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There’s been little debate over the moral arguments behind increasing diversity on- and off-screen in Hollywood, but the economic arguments haven’t always been so clear.

While women, people of color, LGBTQ folk and other historically marginalized communities in Hollywood continue to insist “diversity pays,” the box-office success of films with diverse casts such as “Hidden Figures” ($230.1 million worldwide) and “Get Out” ($251.2 million worldwide) is inevitably deemed a “surprise.”

A new study and database crafted by Creative Artists Agency, however, is aiming to take some of the surprise out of box-office performance, noting that across every budget level, a film with a diverse cast outperforms a release not so diversified.

Additionally, the data, released during a recent private leadership conference dubbed Amplify, demonstrate that the average opening weekend for a film that attracts a diverse audience, often the result of having a diverse cast, is nearly three times on average a film with non-diverse audiences.

“One of the interesting things that the most successful movies share is that they’re broadly appealing to diverse audiences,” said Christy Haubegger, leader of CAA’s multicultural development group, who oversaw the study with CAA executive Talitha Watkins. “People want to see a world that looks like theirs.”

Motivation for studios

The impetus for the talent agency’s Motion Picture Diversity Index came following the release of the Motion Picture Association of America’s Theatrical Market Statistics report, which found that moviegoers who aren’t white bought 49 percent of tickets sold in 2016, and 45 percent in 2015. Because the numbers outpace the 38 percent of the U.S. population that isn’t white, CAA became interested in the audience makeup of the top grossing films of the year.

With additional data from comScore/Screen Engine’s PostTrak and the Studio System, the goal was to determine the correlative factors of diverse casting, diverse audiences and box-office success.

CAA examined 413 theatrical films released from January 2014 through December 2016, detailing cast ethnicity for the top 10 billed actors per movie, a total of 2,800 people. It found that for the top 10 grossing movies in 2016, 47 percent of the opening weekend audience (and 45 percent in 2015) were people of color. Moreover, seven of the 10 highest grossing movies from 2016 (and four from 2015’s top 10) delivered opening weekend audiences that were more than 50 percent nonwhite.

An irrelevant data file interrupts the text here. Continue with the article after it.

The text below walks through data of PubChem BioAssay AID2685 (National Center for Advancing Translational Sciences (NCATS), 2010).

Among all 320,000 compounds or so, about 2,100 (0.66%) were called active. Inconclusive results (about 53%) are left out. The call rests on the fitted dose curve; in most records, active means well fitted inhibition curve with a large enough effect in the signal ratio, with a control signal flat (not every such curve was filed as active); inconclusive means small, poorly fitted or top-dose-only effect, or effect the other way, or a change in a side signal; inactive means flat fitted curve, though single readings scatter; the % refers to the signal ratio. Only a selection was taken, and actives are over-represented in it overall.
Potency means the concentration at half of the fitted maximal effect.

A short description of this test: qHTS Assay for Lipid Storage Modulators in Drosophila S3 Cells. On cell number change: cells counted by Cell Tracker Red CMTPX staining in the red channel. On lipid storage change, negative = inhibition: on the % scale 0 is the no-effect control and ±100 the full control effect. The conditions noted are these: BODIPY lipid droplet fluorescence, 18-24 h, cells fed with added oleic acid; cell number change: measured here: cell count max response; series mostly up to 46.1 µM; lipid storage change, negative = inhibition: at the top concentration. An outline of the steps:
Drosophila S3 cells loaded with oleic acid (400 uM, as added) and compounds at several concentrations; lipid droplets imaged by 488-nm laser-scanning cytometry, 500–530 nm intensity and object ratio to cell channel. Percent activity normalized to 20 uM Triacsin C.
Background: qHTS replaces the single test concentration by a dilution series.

From there, the study notes that at every budget level, a film with a cast that is at least 30 percent nonwhite — CAA’s definition of a “truly diverse” film — outperforms a release that is not truly diverse in opening weekend box office.

The average opening weekend for a film that has a “truly diverse” audience, pegged at 38 to 70 percent nonwhite, is $31 million vs. $12 million for films with non-diverse audiences.

The numbers suggest that a more diverse cast brings a more diverse audience, which brings in more money.

The best performing movie of the films evaluated, which had an approximately 40 percent diverse cast and a 38 percent diverse audience, was “Star Wars: The Force Awakens,” starring Daisy Ridley and John Boyega.

Also of note was the study’s evaluation of racial casting by genre. According to the study, the whitest genres casting-wise are horror and fantasy, and the most diverse genres are comedy and thriller.

As for what audiences want to see, white people are more likely to flock to drama and romance; black people to biopics and thrillers; Hispanics to horror and animation; and Asians to fantasy and animation.

“The hope is that seeing real numbers attached to the success of the inclusion of more voices and diverse casts will be further motivation for studios, networks and others to be really conscious of the opportunity,” said Richard Lovett, CAA’s president.

Fighting #OscarsSoWhite

Lovett highlighted the study as another way the agency has made diversity a “moral imperative.” In the #OscarsSoWhite furor, many studios laid blame at the agencies’ collective feet.

In 2005, CAA began to diversify its internship pipeline by recruiting from top colleges with large black, Latino and female populations. In 2015, it created a traveling Road Show to brief film and television studios and networks on content that appeals to multicultural audiences and the availability of diverse artists in all areas of the industry. CAA also seeks out and supports diverse clients through various writing and leadership programs.

The efforts are paying off, as CAA’s revenue from multicultural clients increased 14 percent from 2015 to 2016, and the company was highlighted in a USC study for representing the largest share of female and black directors.

The agency’s Amplify conference gathered artists and leaders for network building and information sharing, with an eye to accelerating the growth of diversity. Some of the attendees and speakers included writer-directors J.J. Abrams and Ava DuVernay, producer Will Packer, former White House advisers Susan Rice and Valerie Jarrett, Los Angeles Clippers head coach Doc Rivers, Warner Bros. head Kevin Tsujihara, Define American founder Jose Antonio Vargas, actor-producer Kerry Washington and musician Stevie Wonder.